Roddick Still Goes Out On Top

FLUSHING MEADOWS, NY – After his loss to Juan Martin Del Potro, Andy Roddick was asked to say a few words.

For the first time in a long time, his mouth was at a loss.

“I mean, I don’t know that I had a plan,” Roddick said.  “You know, I was just going to try to win.  It was perfect.  This whole week has been perfect, you know.

“Rain‑delayed match, come back the next day.  It’s like typical US Open.  Played with me in the end, so I guess it was right.”

It wasn’t the storybook ending for Roddick, but it was his ending, as the No. 7 seed took him out of the Open with a 6-7, 7-6, 6-2, 6-4 win today in a match that was restarted after postponed last night.

But it didn’t matter for Roddick. He didn’t think he would have lasted to the final with some younger and better players in front of him. Rather, he wanted to go out on his terms. And today, he did.

Even in his final press conference.

“I was walking out of the locker room, and I said, Man, I think I have more expectation of this press conference than I did the match today,” he said.

“So, you know, like you said, I think it’s at the point now where I look back on rough moments fondly, you know, in these rooms.  I hope you all do, too.  There has certainly been some good ones; there have been some fun I ones.

“There has been some horrible ones both ways, but it wasn’t boring.”

Maybe that’s Roddick’s legacy. He wasn’t boring. Much like John McEnroe and Andre Agassi before him, he knows tennis is entertainment and besides being an athlete, he is there to entertain the crowd. He is always witty and funny and of course never a snoozer.

His matches with Federer were epic at times, even though he could never break through, and he played to the crowd in exhibitions, such as last March when he imitated Rafa Nadal on his serve much to the laughter of those in attendance.

He was no clown prince, though. Tennis was a serious business to him and he never gave up, which is why the Arthur Ashe crowd was chanting, “Let’s Go Andy!” throughout the match.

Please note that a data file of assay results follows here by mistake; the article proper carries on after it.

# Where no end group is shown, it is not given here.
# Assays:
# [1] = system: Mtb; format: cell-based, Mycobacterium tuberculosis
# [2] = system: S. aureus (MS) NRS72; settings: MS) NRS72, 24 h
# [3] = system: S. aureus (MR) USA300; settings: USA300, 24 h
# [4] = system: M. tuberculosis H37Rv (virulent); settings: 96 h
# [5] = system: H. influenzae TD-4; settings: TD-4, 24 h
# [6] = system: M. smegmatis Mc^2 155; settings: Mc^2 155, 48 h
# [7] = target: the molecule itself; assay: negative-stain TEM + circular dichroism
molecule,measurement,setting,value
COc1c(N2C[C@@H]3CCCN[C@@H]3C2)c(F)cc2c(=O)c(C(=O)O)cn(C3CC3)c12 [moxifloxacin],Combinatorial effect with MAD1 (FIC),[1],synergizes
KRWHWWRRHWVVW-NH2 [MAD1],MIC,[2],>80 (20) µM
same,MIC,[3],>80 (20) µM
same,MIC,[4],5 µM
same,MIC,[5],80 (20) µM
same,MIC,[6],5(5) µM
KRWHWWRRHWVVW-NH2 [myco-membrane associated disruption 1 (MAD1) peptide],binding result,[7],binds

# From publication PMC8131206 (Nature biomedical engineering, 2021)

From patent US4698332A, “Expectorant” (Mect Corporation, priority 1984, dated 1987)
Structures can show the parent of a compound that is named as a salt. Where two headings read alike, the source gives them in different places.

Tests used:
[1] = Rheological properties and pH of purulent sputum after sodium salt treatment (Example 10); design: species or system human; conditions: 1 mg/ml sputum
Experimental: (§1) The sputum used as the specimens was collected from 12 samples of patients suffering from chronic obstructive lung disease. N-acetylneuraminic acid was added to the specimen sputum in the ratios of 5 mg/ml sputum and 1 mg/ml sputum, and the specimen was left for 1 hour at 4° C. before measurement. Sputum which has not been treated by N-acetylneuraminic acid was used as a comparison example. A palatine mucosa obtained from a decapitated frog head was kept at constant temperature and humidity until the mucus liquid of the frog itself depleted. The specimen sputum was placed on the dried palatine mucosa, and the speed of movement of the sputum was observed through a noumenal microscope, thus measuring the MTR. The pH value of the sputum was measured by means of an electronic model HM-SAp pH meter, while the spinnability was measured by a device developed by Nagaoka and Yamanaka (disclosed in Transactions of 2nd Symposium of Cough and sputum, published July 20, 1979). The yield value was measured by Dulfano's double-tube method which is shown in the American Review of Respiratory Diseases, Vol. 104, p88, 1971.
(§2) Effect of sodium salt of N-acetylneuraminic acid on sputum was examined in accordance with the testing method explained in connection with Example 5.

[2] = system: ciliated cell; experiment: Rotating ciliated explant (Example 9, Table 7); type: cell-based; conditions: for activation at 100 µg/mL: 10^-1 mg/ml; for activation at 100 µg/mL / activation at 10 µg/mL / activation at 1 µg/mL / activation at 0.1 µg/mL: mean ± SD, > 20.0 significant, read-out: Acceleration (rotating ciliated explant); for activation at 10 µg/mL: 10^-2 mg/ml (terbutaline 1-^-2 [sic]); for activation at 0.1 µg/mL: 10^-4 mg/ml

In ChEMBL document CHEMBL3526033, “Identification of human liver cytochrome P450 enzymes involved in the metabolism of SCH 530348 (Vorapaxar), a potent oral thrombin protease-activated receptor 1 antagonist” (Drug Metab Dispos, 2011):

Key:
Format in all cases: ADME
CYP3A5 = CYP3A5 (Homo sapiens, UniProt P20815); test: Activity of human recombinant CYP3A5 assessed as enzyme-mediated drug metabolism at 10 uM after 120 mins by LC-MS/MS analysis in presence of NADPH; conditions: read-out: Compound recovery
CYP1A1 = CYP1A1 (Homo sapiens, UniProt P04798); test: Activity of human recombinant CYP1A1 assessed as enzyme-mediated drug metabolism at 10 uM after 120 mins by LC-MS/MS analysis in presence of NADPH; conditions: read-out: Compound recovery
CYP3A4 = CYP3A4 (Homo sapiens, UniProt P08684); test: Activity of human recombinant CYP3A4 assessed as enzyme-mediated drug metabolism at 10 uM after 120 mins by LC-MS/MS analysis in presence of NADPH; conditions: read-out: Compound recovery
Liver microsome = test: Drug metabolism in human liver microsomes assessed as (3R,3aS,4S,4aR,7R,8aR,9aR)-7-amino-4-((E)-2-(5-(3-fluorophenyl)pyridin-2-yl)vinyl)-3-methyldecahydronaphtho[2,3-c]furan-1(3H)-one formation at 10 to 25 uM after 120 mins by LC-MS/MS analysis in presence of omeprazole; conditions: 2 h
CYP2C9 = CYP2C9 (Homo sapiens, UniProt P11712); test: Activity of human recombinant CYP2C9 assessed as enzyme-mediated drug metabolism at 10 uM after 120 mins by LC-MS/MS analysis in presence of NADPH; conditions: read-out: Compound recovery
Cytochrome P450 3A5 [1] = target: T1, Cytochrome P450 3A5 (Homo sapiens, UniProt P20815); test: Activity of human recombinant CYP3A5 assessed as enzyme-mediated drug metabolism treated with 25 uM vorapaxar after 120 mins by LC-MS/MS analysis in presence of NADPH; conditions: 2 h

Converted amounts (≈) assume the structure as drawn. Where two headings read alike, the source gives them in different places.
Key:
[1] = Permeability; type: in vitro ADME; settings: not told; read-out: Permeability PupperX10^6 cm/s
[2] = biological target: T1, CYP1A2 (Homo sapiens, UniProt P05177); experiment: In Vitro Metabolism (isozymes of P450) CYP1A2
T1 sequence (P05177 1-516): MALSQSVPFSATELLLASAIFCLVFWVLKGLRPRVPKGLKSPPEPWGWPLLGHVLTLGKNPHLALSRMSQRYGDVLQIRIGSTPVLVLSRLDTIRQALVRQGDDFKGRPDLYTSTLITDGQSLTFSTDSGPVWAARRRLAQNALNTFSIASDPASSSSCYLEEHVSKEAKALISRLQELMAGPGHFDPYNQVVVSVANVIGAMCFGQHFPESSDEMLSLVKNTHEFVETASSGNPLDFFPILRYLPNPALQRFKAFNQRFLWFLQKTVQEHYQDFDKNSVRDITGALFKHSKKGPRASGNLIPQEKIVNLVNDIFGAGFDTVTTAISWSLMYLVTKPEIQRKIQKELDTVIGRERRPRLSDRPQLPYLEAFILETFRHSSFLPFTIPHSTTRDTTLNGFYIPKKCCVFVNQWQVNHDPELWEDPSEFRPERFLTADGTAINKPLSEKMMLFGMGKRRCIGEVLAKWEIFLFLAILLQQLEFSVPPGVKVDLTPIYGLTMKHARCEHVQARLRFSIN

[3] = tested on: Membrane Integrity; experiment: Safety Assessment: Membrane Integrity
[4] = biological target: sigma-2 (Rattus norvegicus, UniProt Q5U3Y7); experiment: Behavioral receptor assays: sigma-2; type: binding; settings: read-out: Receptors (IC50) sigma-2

“I know the thing that is certain is I didn’t take any of it for granted,” he said.  “ I think I went about things the right way.  The umpires might disagree with me.  (Laughter.)

“I was consistent, and I don’t feel like I left a lot on the table on a daily basis.  When I look back, that’s probably what I’m proud of.”

What’s next for him, well that’s anyone’s guess, but Roddick will be humbled when the accolades come down, especially if he gets the call from Newport.

“That’s not for me to say,” he said.  “That’s not my choice.  Obviously it’s the ultimate honor of any tennis player, and that’s something I’d be extremely humbled by. But I’m certainly not going to be presumptuous about anything.  If it happens, I’ll be thrilled and amazed.  If it doesn’t, I’ll probably still be thrilled and amazed with what I was able to see.”

Because deep down inside, Roddick is still that 12 year-old kid who dreamed about playing Ivan Lendl or Stefan Edberg and now that they are his contemporaries, he is definitely satisfied.

“Yeah, it’s funny, because if you tell a 12‑ or 13‑year‑old kid that he’s going to win 30‑some odd titles and become one of 20 for this and 20 for that and be No. 1 and have a slam, you’d take that in a heartbeat,” he said.  “Going back, I would have taken that in a heartbeat.

“There were a lot of tough moments but unbelievable moments.  I mean, who gets to play in Wimbledon finals and who gets to play in an Open and who gets to be part of a winning team?  Most people don’t get to experience that.”

Roddick did and today he closed that chapter in his life on his terms.





Oudin May Need Some Time Off

Remember Melanie Oudin? America’s sweetheart, who charmed Flushing Meadows with her Russian killer attitude?

Well since Flushing, it’s been a struggle and she hasn’t won only one match since New York’s tiffany event.

Too many TV appearances, exhibitions and now a Met-like collapse in the first round of the Australian Open, where she dropped four match points in the second set to Alla Kudryavtseva, eventually losing, 6-2 5-7 5-7.

“I was down on myself,” she said. “I should have been done and getting a shower.”

How true and now that Oudin will have at least two weeks on her hands, she should re-evaluate where her career is going and maybe learn a new word in the ever agreeable 18 year-old’s vocabulary.


Oudin needs to stop trying to make others happy and maybe take care of No. 1. There’s no shame in turning down the occasional television appearance or exhibition (She played in six since Flushing). She gets on TV or goes to an event because of her success in September. If she keeps going out in the first or second round, the invites will dry up and television will cancel her faster than NBC canned the “Jay Leno Show.”

But under her wholesome appearance, there’s a smart girl in there, who already knows that she made a mistake.

“I was exhausted,” she said.

It’s now time for the Georgian to take a step back and maybe skip a couple of tournaments in order to concentrate on improving her game. For all her hype, Oudin’s serve isn’t that great and she relies upon her speed a little too much.

Too much work has slowed her down.

And that makes for a very poor post-US Open record. Yet, remember she’s only 18 and has plenty of time to get stronger and prove that a week in September was not a flash in the pan.

“I only did well in one tournament, and I’m still learning” she said. “Everyone expects me to play like that all the time and I’m trying to get better.”

With some time off, she probably will.